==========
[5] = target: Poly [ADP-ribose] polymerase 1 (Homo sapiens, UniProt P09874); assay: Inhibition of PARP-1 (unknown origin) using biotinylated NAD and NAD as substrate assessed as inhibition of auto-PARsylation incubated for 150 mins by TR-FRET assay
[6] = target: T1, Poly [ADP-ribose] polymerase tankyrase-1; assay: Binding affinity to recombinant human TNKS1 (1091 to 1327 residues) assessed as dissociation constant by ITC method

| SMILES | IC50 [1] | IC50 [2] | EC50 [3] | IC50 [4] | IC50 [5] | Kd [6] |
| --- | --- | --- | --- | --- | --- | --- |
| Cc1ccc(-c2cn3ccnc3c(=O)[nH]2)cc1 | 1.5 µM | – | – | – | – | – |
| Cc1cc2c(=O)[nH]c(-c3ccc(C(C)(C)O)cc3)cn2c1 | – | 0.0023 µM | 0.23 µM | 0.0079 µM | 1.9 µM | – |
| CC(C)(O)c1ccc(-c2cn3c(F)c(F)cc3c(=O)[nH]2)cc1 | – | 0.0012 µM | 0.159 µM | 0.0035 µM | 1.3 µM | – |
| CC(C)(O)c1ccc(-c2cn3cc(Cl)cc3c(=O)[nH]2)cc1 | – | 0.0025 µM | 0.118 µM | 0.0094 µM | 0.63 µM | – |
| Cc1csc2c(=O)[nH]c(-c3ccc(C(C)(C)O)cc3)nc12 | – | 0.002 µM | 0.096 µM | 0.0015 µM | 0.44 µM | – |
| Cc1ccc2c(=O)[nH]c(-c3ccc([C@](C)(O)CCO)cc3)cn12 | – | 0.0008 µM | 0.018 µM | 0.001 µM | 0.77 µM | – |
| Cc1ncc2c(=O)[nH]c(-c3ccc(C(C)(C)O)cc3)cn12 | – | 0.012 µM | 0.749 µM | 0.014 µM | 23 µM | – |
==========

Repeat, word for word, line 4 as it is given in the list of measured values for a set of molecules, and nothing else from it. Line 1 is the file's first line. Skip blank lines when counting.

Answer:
| --- | --- | --- | --- | --- | --- | --- |